If a picture is worth a thousand words, imagine how much you can learn about your customers, and how you can keep them happy.

By Naveen Sharma, Xerox Research Center Webster, New York

Naveen Sharma

Naveen Sharma, chief innovation officer for Retail at Xerox.

Xerox scientists are showing up in unexpected places. For example, imaging and data scientists are developing applications that can help retail stores use the data they already have.

Consumer and retail analytics is a growing segment of Xerox’s big data research and it’s not just the pure data they are after, but the hidden value of the data. Department stores, fast food restaurants and drug store chains want to predict consumer behaviors — for example:

  • Where shoppers tend to linger in the store.
  • How customers interact with merchandise or sales associates.
  • Is it easy for customers to find what they’re looking for?
  • Are your customers happy?

Customer analytics unlocks insights that, when applied, can win new consumers, gain consumer loyalty and help retailers grow revenue. Many in the industry say that without applying this type of data analytics, the information is meaningless. Here’s a look at how imaging and data scientists at Xerox can answer these questions:

The Other Reason for Video Surveillance: Most stores have video surveillance cameras mainly for anti-theft purposes. However, that same video can contain valuable information about consumer habits. Where do customers linger most? How are they interacting with merchandise or staff? Are they happy or not? What can the video tell us about emerging trends? Are they looking for something and not finding it easily?

Reviewing traffic flow patterns could result in re-organizing displays to attract more attention. The result could be more purchases, or new processes that make drive-thru lanes more efficient.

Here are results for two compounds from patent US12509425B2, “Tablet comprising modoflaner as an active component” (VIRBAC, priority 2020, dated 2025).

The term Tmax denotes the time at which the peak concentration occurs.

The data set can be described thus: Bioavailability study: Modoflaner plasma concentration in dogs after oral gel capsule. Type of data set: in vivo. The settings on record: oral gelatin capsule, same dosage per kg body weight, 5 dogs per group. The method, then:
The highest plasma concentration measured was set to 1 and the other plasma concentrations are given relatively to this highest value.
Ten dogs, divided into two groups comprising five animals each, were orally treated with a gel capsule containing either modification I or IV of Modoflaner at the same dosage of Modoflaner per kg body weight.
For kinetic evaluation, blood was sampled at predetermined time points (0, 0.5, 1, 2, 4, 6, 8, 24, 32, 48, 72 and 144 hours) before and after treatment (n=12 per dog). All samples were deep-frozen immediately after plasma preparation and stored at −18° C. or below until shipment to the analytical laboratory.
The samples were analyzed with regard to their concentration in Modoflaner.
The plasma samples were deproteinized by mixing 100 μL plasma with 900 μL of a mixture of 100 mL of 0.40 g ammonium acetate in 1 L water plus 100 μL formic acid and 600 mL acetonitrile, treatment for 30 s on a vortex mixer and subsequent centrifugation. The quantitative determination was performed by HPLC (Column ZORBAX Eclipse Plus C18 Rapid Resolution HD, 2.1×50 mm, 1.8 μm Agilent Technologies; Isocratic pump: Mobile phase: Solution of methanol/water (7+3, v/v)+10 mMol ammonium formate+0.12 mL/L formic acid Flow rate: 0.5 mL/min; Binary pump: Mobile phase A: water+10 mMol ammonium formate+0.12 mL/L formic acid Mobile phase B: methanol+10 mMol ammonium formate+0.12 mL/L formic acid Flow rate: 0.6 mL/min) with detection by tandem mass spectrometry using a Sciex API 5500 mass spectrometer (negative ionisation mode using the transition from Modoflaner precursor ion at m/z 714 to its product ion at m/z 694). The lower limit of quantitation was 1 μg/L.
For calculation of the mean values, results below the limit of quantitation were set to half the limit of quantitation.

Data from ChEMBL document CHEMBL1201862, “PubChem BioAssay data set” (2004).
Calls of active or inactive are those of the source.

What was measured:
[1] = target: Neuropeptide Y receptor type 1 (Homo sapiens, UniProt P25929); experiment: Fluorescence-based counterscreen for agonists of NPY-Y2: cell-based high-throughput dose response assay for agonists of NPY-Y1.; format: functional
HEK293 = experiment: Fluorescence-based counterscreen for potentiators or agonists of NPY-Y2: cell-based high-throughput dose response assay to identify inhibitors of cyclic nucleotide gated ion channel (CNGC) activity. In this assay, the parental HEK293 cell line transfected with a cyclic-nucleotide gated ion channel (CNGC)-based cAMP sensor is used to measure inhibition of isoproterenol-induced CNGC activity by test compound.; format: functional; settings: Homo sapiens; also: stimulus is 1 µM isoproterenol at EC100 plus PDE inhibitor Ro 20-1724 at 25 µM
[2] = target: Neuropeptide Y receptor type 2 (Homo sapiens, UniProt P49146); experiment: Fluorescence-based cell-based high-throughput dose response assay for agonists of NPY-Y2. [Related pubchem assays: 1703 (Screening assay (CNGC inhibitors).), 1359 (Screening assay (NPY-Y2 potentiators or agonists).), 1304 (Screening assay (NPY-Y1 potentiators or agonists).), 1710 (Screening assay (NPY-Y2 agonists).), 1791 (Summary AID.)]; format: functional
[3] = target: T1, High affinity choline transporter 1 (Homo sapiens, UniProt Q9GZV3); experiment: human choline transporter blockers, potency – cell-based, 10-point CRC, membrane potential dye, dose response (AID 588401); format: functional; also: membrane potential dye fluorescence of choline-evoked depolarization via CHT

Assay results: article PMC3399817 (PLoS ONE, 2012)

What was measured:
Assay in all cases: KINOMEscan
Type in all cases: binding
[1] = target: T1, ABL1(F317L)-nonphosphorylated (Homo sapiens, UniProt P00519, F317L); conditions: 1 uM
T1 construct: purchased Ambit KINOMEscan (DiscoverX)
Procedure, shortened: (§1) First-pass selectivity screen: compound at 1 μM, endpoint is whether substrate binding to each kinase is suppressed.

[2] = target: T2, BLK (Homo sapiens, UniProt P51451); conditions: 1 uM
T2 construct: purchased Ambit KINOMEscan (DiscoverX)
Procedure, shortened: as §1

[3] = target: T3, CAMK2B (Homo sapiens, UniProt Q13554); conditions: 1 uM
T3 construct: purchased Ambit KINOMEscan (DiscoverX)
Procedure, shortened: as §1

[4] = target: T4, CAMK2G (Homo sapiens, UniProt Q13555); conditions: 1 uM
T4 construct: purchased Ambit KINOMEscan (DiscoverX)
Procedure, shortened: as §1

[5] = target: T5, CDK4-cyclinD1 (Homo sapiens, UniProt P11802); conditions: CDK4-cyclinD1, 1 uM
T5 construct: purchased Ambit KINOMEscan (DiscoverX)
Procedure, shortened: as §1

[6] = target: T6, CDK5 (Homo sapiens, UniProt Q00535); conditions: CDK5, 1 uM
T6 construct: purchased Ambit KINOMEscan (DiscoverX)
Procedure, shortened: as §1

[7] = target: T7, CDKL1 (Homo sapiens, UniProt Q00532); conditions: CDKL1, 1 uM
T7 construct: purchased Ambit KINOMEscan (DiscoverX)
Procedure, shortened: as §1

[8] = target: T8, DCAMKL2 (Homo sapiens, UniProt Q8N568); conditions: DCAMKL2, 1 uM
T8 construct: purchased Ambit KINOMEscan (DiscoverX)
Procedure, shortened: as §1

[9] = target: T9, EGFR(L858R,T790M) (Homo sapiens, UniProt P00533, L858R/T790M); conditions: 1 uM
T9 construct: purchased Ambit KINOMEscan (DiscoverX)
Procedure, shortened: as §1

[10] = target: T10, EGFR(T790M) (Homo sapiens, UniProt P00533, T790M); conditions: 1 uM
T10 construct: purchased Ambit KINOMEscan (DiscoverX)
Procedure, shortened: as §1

Video also offers up cues to a shopper’s emotional state: Xerox researchers have developed algorithms that can detect and determine a customer’s emotional state. Computer vision software and techniques enable machines to “read” a person’s facial expressions and cues, and determine, for instance, is he happy, frustrated, or angry. It can also track what attracts the most attention. Retailers can use this information to rearrange displays or customer services processes accordingly.

Data fusion uses multiple sources: Social media is a great source of data and information that companies may use to improve customer service. However, many social media listening tools rely on keywords to determine sentiment, which isn’t always accurate.

Our researchers use “data fusion” – the ability to combine data coming from a variety of sources and teach computers to determine the sentiment of a comment accurately. The tool analyzes what is said in the context of the conversation, which means it can detect sarcasm, and understand abbreviated words in a tweet or Facebook post. Our clients can use this tool to get at the data quickly and efficiently, so they can be proactive on what could become negative customer service issues – in some cases reaching out directly to that person before they file a complaint. Large customers with call centers, can use this data to prepare call center employees better.

Naveen Sharma is chief innovation officer for Retail at Xerox. He discusses big data and how companies bring innovative products and services to market: Read this five-part interview on the One Million by One Million Blog.